Emergency Imaging

Spotlight on ED Diagnostics

A new U.S. federal government study made emergency department diagnostic accuracy a mainstream news story, showing that although ED diagnostic errors are somewhat rare, they occur in high volumes and can carry serious consequences. 

The U.S. Agency for Healthcare Research and Quality and Johns Hopkins University teamed up to analyzed 279 international studies published between 2001 and 2021, finding that:

  • Diagnostic errors occur in an estimated 5.7% of ED visits
  • Generalized to the U.S., ED diagnostic errors impact 7.4M patients annually
  • Those diagnostic errors lead to “preventable harms” in roughly 2.6M patients, and “serious harms” in 371k patients, including 250k deaths
  • The top 5 and 15 diseases account for 39% and 68% of “serious misdiagnosis-related harms” 

Although “not all diagnostic errors are preventable,” error rate variations revealed key areas for improvement:  

  • Women and people of color were 20% to 30% more likely to be misdiagnosed
  • Misdiagnosis is far more common among patients with “atypical” and “subtle” disease presentation
  • Hospital and disease-specific error rates varied widely

Imaging played a major role in the study, as most of the top-15 diseases associated with “serious misdiagnosis-related harms” are typically diagnosed with imaging exams (including all of the top-5), and the report mentioned “radiology,” “imaging,” “image,” “scan,” or “ultrasound” a whopping 419 times.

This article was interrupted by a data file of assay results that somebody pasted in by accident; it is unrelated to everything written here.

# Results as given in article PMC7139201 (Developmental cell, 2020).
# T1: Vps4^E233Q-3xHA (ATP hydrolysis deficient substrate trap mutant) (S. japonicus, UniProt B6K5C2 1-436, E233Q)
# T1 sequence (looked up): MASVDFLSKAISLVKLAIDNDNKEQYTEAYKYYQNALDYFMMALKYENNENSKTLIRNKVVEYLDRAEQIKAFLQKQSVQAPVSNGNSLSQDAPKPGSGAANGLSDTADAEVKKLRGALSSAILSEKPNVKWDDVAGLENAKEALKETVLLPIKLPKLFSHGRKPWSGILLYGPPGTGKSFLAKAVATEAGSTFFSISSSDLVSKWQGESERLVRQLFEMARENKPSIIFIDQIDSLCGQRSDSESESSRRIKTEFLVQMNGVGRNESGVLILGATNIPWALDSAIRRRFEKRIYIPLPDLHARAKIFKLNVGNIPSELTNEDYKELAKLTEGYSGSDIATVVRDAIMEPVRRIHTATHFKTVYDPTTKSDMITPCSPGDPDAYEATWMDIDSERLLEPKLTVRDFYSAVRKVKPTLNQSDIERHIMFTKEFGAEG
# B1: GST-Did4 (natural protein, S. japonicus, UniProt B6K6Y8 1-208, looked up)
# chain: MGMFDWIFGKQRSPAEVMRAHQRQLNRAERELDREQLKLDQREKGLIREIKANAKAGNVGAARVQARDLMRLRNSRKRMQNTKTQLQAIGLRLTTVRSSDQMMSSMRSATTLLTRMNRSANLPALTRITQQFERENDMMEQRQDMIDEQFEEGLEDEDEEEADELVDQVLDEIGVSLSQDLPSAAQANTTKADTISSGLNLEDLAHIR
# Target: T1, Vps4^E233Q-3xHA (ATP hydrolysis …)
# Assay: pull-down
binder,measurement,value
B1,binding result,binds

Emergency medicine societies objected to these results, but the consensus among study authors and most observers was that more efforts are needed to understand and address ED diagnostic errors, with a specific focus on the diseases associated with serious misdiagnosis harms.

The Takeaway

Most efforts to improve ED safety over the last 20 years have targeted glaring mistakes (e.g. wrong medications, ED-acquired infections), but this report clearly calls for increased focus on improving EDs’ diagnostic accuracy. 

Those efforts would start at the bedside, but they would definitely involve medical imaging (and potentially error-catching AI tools), especially considering that most of the diseases associated with “serious misdiagnosis-related harms” are diagnosed via imaging.

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